This record is doing quite a bit better than the last one, and I am grateful for that. On a really basic level, I love my job. I am just glad to go out and play music at all and that there are people at every show. So it's going well, to be more direct.

OMC: How did you select Turner Hall to be on the cover?

WP: I have to give props to Deone Jahnke, the photographer on that. She is a great scout for atmosphere and stuff when she is photographing so she found it. I am just really happy that all the photographs are from Milwaukee on this record, it made me feel really good.

OMC: What are the best and worst aspects of your chosen career?

WP: I think the best is that every day you get to be your own boss. It is a highly creative job from writing the song, to how you perform it, to how you record it, to how you sort of nourish your muse. I would never trade any of those aspects.

The difficult side of it is that it is truly hard to merge art and commerce, and I think the business side of the music is a really slippery slope. I've had to educate myself on contract law and educate myself on a lot of other aspects of business that I never saw as being that germane in music when I was starting out. And I think that it is very difficult to be your own advocate.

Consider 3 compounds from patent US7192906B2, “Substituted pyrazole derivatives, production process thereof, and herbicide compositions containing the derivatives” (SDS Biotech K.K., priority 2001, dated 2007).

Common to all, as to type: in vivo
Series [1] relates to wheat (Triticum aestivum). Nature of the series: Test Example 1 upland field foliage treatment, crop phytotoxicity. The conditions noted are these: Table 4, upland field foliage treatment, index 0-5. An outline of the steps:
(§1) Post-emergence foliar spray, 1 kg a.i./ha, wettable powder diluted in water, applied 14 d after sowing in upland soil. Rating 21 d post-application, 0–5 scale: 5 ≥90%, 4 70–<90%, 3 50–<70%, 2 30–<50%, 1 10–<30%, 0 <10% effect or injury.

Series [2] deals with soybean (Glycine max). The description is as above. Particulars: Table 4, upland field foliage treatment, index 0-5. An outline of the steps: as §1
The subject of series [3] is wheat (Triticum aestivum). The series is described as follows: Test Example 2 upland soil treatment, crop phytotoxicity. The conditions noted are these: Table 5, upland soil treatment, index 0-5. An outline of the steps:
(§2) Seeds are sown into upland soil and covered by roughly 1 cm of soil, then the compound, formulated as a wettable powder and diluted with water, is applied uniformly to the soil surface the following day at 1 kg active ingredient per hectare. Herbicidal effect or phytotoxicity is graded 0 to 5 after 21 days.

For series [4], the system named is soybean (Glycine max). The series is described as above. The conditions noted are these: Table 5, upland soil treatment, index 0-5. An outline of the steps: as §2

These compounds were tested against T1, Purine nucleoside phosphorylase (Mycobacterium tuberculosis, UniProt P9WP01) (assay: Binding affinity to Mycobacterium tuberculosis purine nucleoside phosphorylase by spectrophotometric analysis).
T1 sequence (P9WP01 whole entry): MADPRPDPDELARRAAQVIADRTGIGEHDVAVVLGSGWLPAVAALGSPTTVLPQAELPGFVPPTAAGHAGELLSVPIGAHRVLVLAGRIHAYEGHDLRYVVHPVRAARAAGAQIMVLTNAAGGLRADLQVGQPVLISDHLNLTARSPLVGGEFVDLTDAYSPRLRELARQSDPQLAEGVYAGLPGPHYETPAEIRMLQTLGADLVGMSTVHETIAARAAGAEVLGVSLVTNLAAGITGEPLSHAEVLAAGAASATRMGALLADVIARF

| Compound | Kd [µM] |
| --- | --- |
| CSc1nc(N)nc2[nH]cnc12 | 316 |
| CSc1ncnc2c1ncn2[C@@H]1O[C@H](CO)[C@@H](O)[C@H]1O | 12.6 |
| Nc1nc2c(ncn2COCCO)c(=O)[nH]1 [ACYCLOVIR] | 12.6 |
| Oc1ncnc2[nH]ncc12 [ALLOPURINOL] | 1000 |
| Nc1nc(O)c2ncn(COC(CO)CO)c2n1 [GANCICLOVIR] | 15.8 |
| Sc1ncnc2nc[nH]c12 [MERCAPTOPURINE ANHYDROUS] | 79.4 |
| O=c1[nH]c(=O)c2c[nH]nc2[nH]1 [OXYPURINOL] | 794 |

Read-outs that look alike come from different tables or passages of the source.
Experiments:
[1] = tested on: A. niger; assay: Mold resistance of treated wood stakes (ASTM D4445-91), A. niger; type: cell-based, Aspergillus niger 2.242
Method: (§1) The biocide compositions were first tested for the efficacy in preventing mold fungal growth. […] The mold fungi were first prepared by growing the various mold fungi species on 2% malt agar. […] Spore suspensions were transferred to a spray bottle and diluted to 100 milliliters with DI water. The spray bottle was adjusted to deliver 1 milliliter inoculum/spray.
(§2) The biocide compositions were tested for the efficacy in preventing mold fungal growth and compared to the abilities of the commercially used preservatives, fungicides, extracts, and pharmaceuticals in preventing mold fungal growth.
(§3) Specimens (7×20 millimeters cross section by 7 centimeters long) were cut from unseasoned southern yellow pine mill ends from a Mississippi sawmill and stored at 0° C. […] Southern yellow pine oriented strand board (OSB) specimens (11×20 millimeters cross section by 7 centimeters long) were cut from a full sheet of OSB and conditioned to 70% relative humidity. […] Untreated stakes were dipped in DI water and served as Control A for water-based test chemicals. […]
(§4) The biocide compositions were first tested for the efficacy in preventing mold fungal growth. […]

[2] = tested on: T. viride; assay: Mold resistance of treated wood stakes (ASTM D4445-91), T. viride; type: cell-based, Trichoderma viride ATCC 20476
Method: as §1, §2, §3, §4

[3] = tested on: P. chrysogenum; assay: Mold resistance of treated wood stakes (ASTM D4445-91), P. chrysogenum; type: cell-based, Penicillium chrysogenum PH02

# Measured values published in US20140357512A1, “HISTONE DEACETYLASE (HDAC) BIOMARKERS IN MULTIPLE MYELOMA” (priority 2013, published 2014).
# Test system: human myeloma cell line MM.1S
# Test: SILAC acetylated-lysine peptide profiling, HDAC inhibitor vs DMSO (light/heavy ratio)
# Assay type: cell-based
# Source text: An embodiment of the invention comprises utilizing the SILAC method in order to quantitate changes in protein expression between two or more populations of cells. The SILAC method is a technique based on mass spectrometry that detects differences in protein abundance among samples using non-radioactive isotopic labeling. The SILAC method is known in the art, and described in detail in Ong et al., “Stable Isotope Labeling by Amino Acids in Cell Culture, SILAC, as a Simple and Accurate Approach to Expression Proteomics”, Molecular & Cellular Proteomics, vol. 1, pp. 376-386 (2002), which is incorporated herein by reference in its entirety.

OMC: What are your general impressions of Milwaukee, the biggest assets and some of the things Milwaukee could improve upon in the area?

WP: I think its greatest assets are that it has a great quality of life here. Having traveled throughout America extensively and Europe, I see Milwaukee in a much different way. And it is not just because it is home to me, I think that the lake is a phenomenal advantage and the seasonal changes are a great side of the city.

And I think the people here are generally very friendly. I love living here and making my home here. I am really happy that this city exists. I have traveled to so many towns that are similar in size and they really don't hold a candle to Milwaukee.

Having said that, where could it improve, I think this city needs to embrace its diverse ethnicity a little bit more. I wish the lines were a little more blurred between ethnic groups sometimes. I wish there was a more gregarious peace between those groups sometimes, I feel a little tension there. Those are long term artifacts that we all have to strive to overcome, but it is changing and I think it is evolving into a great city.

OMC: What was the last concert that you saw?

WP: The last concert that I went to, I think it was "South Pacific" actually. It was Robert Goulet and I am pretty sure that was it. As far as rock shows, the last big rock show that I saw was Radiohead (in Chicago) and that was a while ago, other than shows that I was opening in, or a part of.

OMC: Do you have a favorite restaurant in town?

WP: I tend to like the beaneries and the little sort of places that are off the beaten trail, where the working folks go. I like Michigan Street Diner, right around the corner from my office. I don't go to a lot of restaurants, and when I am home I try to eat at home. I eat enough "McHappiness" when I am on the road.

OMC: Do you have a role model or mentor?